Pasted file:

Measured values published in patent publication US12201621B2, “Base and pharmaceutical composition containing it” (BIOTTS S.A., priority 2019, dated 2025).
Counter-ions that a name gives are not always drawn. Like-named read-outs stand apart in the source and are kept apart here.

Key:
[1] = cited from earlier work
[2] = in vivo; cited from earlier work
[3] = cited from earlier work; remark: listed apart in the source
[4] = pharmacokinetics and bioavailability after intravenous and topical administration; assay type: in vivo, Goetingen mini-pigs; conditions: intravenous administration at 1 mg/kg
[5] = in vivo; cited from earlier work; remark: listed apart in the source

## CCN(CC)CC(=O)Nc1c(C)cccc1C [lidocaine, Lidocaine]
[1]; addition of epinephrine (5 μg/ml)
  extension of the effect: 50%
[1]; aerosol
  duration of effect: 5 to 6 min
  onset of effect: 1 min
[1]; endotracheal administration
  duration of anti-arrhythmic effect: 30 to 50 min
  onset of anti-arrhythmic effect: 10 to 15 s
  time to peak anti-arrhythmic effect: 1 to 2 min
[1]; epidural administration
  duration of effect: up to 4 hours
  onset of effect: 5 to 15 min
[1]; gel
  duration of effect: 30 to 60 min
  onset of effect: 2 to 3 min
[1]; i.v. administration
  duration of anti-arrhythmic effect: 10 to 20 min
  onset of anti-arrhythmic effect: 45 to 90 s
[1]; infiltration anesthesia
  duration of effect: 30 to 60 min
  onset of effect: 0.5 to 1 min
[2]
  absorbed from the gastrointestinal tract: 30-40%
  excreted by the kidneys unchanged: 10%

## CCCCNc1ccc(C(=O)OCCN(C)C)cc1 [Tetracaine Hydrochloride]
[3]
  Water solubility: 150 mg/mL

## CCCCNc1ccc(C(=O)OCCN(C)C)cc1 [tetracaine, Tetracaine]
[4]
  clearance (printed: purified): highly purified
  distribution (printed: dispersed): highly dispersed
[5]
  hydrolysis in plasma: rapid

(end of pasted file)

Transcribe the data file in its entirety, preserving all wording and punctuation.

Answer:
Measured values published in patent publication US12201621B2, “Base and pharmaceutical composition containing it” (BIOTTS S.A., priority 2019, dated 2025).
Counter-ions that a name gives are not always drawn. Like-named read-outs stand apart in the source and are kept apart here.

Key:
[1] = cited from earlier work
[2] = in vivo; cited from earlier work
[3] = cited from earlier work; remark: listed apart in the source
[4] = pharmacokinetics and bioavailability after intravenous and topical administration; assay type: in vivo, Goetingen mini-pigs; conditions: intravenous administration at 1 mg/kg
[5] = in vivo; cited from earlier work; remark: listed apart in the source

## CCN(CC)CC(=O)Nc1c(C)cccc1C [lidocaine, Lidocaine]
[1]; addition of epinephrine (5 μg/ml)
  extension of the effect: 50%
[1]; aerosol
  duration of effect: 5 to 6 min
  onset of effect: 1 min
[1]; endotracheal administration
  duration of anti-arrhythmic effect: 30 to 50 min
  onset of anti-arrhythmic effect: 10 to 15 s
  time to peak anti-arrhythmic effect: 1 to 2 min
[1]; epidural administration
  duration of effect: up to 4 hours
  onset of effect: 5 to 15 min
[1]; gel
  duration of effect: 30 to 60 min
  onset of effect: 2 to 3 min
[1]; i.v. administration
  duration of anti-arrhythmic effect: 10 to 20 min
  onset of anti-arrhythmic effect: 45 to 90 s
[1]; infiltration anesthesia
  duration of effect: 30 to 60 min
  onset of effect: 0.5 to 1 min
[2]
  absorbed from the gastrointestinal tract: 30-40%
  excreted by the kidneys unchanged: 10%

## CCCCNc1ccc(C(=O)OCCN(C)C)cc1 [Tetracaine Hydrochloride]
[3]
  Water solubility: 150 mg/mL

## CCCCNc1ccc(C(=O)OCCN(C)C)cc1 [tetracaine, Tetracaine]
[4]
  clearance (printed: purified): highly purified
  distribution (printed: dispersed): highly dispersed
[5]
  hydrolysis in plasma: rapid